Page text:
Laptop Fuel Cells Were the Next Big Thing: What Happened?

3D illustration of a hydrogen fuel cell.

Fuel cells were once touted as the ultimate high-tech solution to short laptop battery life, but nearly two decades later we still don’t have them and it seems we never will. What happened to this promising computer power source?

What Is a Fuel Cell?

A fuel cell is a device that converts chemical energy into electricity. So in that regard, it does the same thing a battery does. The difference comes from how a fuel cell generates an electrical current.

Just like a battery, a fuel cell has an anode, a cathode, and an electrolyte. Ions (electrically-charged atoms) move from one to the other, which generates a current. Unlike a battery, energy isn’t stored in the fuel cell. Instead, the cell requires a constant supply of fuel and oxygen. In the case of a hydrogen fuel cell, that would be hydrogen from a storage tank and oxygen from the atmosphere.

Infograph showing how fuel cells work.

The chemical reaction that generates electricity from these two components is caused by a catalyst. A catalyst is a material that causes a chemical reaction without itself undergoing any chemical change. In a hydrogen fuel cell, after releasing the energy into the fuel, the end result is water from the bonding of hydrogen and oxygen atoms.

Fuel cells are remarkable because they provide a clean way to generate electricity from chemical fuel without the same degree of pollution as, for example, a gasoline engine generator. They don’t have to “charge” the way a battery does. Just make sure the fuel and oxygen keep flowing and you’ll have electricity.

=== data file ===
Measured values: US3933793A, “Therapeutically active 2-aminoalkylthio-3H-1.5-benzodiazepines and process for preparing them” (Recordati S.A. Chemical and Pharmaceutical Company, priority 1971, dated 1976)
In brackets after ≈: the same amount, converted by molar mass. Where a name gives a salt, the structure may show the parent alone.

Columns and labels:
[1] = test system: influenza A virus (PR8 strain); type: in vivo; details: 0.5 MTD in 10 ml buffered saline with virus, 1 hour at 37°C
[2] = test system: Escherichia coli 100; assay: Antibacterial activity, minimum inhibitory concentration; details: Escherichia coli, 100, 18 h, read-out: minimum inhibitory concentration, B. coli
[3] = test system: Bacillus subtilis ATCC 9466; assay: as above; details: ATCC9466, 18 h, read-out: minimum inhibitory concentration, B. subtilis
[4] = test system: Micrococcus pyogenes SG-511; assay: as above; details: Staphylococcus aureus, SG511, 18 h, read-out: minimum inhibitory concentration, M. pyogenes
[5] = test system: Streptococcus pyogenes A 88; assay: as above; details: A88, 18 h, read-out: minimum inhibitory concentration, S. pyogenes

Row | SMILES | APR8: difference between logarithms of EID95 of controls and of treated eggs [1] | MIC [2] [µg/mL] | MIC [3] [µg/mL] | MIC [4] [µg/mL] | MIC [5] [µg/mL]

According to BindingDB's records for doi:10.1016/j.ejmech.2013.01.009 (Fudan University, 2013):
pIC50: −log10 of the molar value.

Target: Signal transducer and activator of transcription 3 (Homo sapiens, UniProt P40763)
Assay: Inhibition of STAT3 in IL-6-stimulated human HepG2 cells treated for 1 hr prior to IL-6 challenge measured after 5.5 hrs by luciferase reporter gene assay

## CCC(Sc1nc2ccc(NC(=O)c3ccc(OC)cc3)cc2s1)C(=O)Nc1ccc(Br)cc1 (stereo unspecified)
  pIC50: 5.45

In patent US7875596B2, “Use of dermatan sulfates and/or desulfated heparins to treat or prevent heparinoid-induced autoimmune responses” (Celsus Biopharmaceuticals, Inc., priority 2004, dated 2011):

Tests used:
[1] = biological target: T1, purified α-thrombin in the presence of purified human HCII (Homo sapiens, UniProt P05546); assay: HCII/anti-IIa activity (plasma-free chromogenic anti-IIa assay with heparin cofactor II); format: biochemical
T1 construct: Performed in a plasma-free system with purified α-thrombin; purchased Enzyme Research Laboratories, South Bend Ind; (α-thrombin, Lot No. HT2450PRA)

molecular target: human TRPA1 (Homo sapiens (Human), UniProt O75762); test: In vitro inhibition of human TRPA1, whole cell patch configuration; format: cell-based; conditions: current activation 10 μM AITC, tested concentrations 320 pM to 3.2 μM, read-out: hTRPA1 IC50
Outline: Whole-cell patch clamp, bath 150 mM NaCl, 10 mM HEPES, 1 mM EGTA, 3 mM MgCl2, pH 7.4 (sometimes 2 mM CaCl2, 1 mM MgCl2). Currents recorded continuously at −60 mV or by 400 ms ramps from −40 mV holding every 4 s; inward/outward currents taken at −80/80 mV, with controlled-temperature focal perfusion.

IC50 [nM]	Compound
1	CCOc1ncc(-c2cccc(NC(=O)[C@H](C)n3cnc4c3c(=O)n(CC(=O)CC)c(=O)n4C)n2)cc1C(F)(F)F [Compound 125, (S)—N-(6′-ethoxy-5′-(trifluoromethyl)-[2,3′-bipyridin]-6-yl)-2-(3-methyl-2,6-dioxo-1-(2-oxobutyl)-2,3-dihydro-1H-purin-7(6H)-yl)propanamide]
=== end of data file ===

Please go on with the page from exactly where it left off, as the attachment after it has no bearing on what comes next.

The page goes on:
Laptop Fuel Cells Are Real!

Ultracell Fuel Cell Laptop

As fuel cells became smaller, the idea of having a laptop run from one became more promising. However, having a tiny fuel cell doesn’t make the actual fuel any smaller. Take the fuel cell system produced by UltraCell as an example. These are ruggedized power packs that keep laptops running in the field. According to the company, a 250cc fuel cartridge will keep a laptop running for up to 14 hours.

However, if you look at the size of the power pack, it’s as large as the laptop itself! The system also relies on proprietary fuel cartridges. So it is indeed a good solution for remote, off-grid situations. However, lithium batteries coupled with solar power are perhaps more practical, albeit without the instant power advantage of a fuel cell.

Why Don’t We Have Fuel Cells in Our Laptops?

A half-open Macbook.

At the time of writing, we don’t have laptops, smartphones, or any other electronics on the mainstream market powered by fuel cells. Even electric cars, which were a prime candidate for the technology, use lithium-ion batteries.

One obvious reason for this is that lithium-ion batteries have become much better than they were in the mid-2000s when the idea of laptop fuel cells gained some traction. Our electronics are also much more power-efficient. An Apple M1 MacBook Air or Pro will run anywhere between 17 to 20 hours on a full charge. Not to mention that fast-charging technology takes most of the pain out of topping up again. We’ve reached the point where the average user isn’t hurting for more battery life.

Battery technology is also set to get dramatically better. New materials such as graphene and the possibility of solid-state batteries and advanced supercapacitors make the messy chemical soup nature of fuel cells far less appealing.

Fuel cells are simply too finicky and expensive to replace the batteries in our laptops. This was the case decades ago when laptop batteries were objectively awful and it’s certainly the case now when that technology has erased most of the advantages fuel cells would bring to the table.

However, somewhat ironically, Apple has kept its own patent for a hydrogen fuel cell power source alive, with patent applications in 2010, 2015, and 2020. There are certainly good use cases (such as fieldwork and military applications) for laptop fuel cells, but we’re somewhat skeptical about the technology replacing current or future battery technology for mainstream users.

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